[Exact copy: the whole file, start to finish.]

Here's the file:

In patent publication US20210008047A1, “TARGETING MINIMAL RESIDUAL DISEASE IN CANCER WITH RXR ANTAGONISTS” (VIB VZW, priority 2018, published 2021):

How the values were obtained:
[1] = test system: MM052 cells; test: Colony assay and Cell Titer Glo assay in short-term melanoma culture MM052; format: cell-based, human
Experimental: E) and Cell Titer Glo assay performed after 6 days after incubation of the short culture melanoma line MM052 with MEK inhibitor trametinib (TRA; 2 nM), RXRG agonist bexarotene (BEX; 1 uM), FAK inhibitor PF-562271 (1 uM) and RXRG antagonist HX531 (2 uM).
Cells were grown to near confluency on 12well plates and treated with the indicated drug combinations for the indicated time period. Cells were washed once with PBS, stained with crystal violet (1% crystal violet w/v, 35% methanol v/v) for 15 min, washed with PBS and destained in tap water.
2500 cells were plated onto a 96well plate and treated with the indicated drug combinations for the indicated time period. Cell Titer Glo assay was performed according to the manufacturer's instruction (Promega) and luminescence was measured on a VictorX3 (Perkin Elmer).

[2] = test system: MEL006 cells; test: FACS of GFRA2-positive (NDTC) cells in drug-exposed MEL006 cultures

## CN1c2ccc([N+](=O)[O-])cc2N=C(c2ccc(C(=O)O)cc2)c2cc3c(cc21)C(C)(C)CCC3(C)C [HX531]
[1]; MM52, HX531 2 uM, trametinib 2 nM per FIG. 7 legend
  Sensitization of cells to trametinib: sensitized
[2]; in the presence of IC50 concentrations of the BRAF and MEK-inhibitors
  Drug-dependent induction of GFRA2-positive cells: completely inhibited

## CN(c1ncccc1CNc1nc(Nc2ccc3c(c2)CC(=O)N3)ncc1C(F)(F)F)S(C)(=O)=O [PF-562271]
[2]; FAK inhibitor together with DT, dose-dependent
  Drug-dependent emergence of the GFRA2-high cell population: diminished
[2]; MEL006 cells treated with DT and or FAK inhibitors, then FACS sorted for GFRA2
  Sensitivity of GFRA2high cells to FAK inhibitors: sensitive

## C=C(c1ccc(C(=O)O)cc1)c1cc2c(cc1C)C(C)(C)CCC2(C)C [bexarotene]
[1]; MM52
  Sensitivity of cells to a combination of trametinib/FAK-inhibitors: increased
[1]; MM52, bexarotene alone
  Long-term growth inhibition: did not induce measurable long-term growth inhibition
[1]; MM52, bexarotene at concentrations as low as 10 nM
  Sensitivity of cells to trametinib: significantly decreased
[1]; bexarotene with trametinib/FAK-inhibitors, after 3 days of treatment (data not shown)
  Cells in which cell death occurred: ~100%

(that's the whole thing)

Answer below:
In patent publication US20210008047A1, “TARGETING MINIMAL RESIDUAL DISEASE IN CANCER WITH RXR ANTAGONISTS” (VIB VZW, priority 2018, published 2021):

How the values were obtained:
[1] = test system: MM052 cells; test: Colony assay and Cell Titer Glo assay in short-term melanoma culture MM052; format: cell-based, human
Experimental: E) and Cell Titer Glo assay performed after 6 days after incubation of the short culture melanoma line MM052 with MEK inhibitor trametinib (TRA; 2 nM), RXRG agonist bexarotene (BEX; 1 uM), FAK inhibitor PF-562271 (1 uM) and RXRG antagonist HX531 (2 uM).
Cells were grown to near confluency on 12well plates and treated with the indicated drug combinations for the indicated time period. Cells were washed once with PBS, stained with crystal violet (1% crystal violet w/v, 35% methanol v/v) for 15 min, washed with PBS and destained in tap water.
2500 cells were plated onto a 96well plate and treated with the indicated drug combinations for the indicated time period. Cell Titer Glo assay was performed according to the manufacturer's instruction (Promega) and luminescence was measured on a VictorX3 (Perkin Elmer).

[2] = test system: MEL006 cells; test: FACS of GFRA2-positive (NDTC) cells in drug-exposed MEL006 cultures

## CN1c2ccc([N+](=O)[O-])cc2N=C(c2ccc(C(=O)O)cc2)c2cc3c(cc21)C(C)(C)CCC3(C)C [HX531]
[1]; MM52, HX531 2 uM, trametinib 2 nM per FIG. 7 legend
  Sensitization of cells to trametinib: sensitized
[2]; in the presence of IC50 concentrations of the BRAF and MEK-inhibitors
  Drug-dependent induction of GFRA2-positive cells: completely inhibited

## CN(c1ncccc1CNc1nc(Nc2ccc3c(c2)CC(=O)N3)ncc1C(F)(F)F)S(C)(=O)=O [PF-562271]
[2]; FAK inhibitor together with DT, dose-dependent
  Drug-dependent emergence of the GFRA2-high cell population: diminished
[2]; MEL006 cells treated with DT and or FAK inhibitors, then FACS sorted for GFRA2
  Sensitivity of GFRA2high cells to FAK inhibitors: sensitive

## C=C(c1ccc(C(=O)O)cc1)c1cc2c(cc1C)C(C)(C)CCC2(C)C [bexarotene]
[1]; MM52
  Sensitivity of cells to a combination of trametinib/FAK-inhibitors: increased
[1]; MM52, bexarotene alone
  Long-term growth inhibition: did not induce measurable long-term growth inhibition
[1]; MM52, bexarotene at concentrations as low as 10 nM
  Sensitivity of cells to trametinib: significantly decreased
[1]; bexarotene with trametinib/FAK-inhibitors, after 3 days of treatment (data not shown)
  Cells in which cell death occurred: ~100%